DWP will discover and evaluate what I cannot do

DWP will diciscover and evaluate what I can’t do

The DWP will decide what I cannot do

The DWP have kept their side of the bargain. I have received a form so I can explain how my disability affects me. It’s a horror, 40 pages booklet with about 45 questions and statements to be completed. DWP will discover and evaluate what I cannot do. I am then awarded PIP benefits but its all counter-intuitive and very brutal.

What is disability?

I’m disabled under the Equality Act 2010 if I have a physical or mental impairment that has a ‘substantial’ and ‘long-term’ negative effect on my ability to do normal daily activities. That’s bit woolly. Disability in the eyes of PIP is very precise. I get points for what I can’t do. If I can only walk a maximum of 20 meters I should be awarded 100% mobility allowance.

DWP will discover and evaluate what I cannot do

My MS is consistent and predictable. I don’t function in the heat. I do suffer from fatigue, it always gets gets worse during the day. Rollators or walkers are essential aids for walking. Without Botox I would be incontinent so now I must do intermittent self-catheterisation. I’m much better at doing things early on in the day. The disease is progressive.

When does mobility allowance go from 50% to 100% and why? The cost of disability assessment, appeals and tribunals is very worrying, read here.

Its human nature

It’s difficult to remember the really bad times. I’m sure there is something in our genetic make up so that we can easily remember what we have achieved and forget failure. Nobody likes to to admit they are disabled so we develop work-arounds.

A mental wobble

The PIP form arrived and I had less than four weeks to answer the questions and return everything to them in a prepaid second-class envelope. The DWP do not inspire me with hope and confidence. They want me to fail. Within 24 hours I was stressed, worried and didn’t know what to do next. I’m sure my MS suddenly took a turn for the worse.

What next?

The Wife didn’t want to get involved and I don’t blame her? She has to keep enough balls in the air without adding this one. My local MS Therapy centre informed me that they are no longer able to help people to complete PIP and ESA forms. Add to this my writing is now totally illegible and limited to just a few words. Thanks MS, does this count as a disability?

A few days later

There is always someone in our family who rises to a crisis. Daughter number 1 had previously worked in the charity sector and she rode to the rescue.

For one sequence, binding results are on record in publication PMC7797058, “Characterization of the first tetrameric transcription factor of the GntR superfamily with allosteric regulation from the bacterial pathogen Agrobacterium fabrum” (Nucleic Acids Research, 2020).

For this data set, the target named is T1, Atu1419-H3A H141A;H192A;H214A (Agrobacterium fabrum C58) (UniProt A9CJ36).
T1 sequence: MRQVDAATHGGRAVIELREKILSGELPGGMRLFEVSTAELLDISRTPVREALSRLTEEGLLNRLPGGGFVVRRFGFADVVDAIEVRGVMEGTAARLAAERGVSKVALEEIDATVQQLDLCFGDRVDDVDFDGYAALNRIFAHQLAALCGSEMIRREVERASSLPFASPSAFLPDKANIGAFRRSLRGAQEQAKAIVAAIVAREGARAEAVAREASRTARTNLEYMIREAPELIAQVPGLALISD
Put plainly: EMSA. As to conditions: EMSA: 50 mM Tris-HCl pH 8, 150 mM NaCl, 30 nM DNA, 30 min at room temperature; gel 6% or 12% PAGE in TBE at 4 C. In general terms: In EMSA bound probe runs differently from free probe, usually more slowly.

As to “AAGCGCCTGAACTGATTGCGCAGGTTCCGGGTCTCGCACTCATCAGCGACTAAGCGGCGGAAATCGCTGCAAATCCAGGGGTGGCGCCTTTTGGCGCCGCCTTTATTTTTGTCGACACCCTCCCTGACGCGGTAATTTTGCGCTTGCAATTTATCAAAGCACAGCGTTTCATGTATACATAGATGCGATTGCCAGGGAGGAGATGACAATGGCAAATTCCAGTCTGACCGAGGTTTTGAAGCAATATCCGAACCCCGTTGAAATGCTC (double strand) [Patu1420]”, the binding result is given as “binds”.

“Have you tried CAB? They will help” she told me.

“Okay I will contact CAB”. So good to hear positive answers to my problems.

“Why don’t you generate a Word document using Dragon and then next time I’m at home we can go through it together”.

This was getting better.

I was up and running

I fixed up an appointment with CAB to help me but that meant I had to get an extension to the deadline. Daughter 1 came down, looked at what I’d written and suggested ways to improve it. Luckily she is broadminded and really does understand my problems.

Next stop is the CAB office, then the inevitable corrections. Finally I post it by recorded delivery then a two-week holiday in France.

Associated articles

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May 2018

5 responses to “DWP will discover and evaluate what I cannot do”

  1. I agree with this Patrick on so many levels. I am Dragon dictating this response for example and furthermore the complaints system is set up here in Australia in much the same way as what you are experiencing.
    I too have a wife who is ” over it” – especially with form filling – indeed I can see why so many relationships end with MS.
    I am in aged care now with an EDSS of 8.5 and and am soldiering on. I still feel optimistic.

    Thank you for this blog by the way which, even though you have decided for some reason not to reply to my posts, is still useful to me. S

    • Hello David,

      I suspect that the disability benefits form was put together by people who were not disabled which is why it is so brutal plus there are questions about mental and physical disability on one form. They have used a ‘one size fits all’ approach and this really is not the right approach. Being positive is so important.

      I am sure I have replied to all your posts. If not then there is no intention to offend

  2. Christine Birch says:

    Hi, have read the above on PIP’s attitude to MS sufferers.
    Have had enough living in this cold, damp country and will be relocating to Spain with my husband/carer. My Lupis Consultant recently told me that MS patients do better there than here in UK. I also have Lupis SLE, so know I have to keep away from the sun, and cover all my body when out. All these priorities are beneficial than being constantly freezing all through the year. I suggest all MS people move to a hot country!

    • Hello Christina,

      I for one would find the summer temperature in Spain impossible to live with. I suffer from Uhtoff’s syndrome and anything over 22C is really bad news. It gives me a serious headache. I end up being paralysed from the waste down and I end up having to sleep it off in bed. After a good sleep I am OK.

      Yup the cold is a problem but at least I can function and there is no need to take to my bed. Shall we say horses for courses

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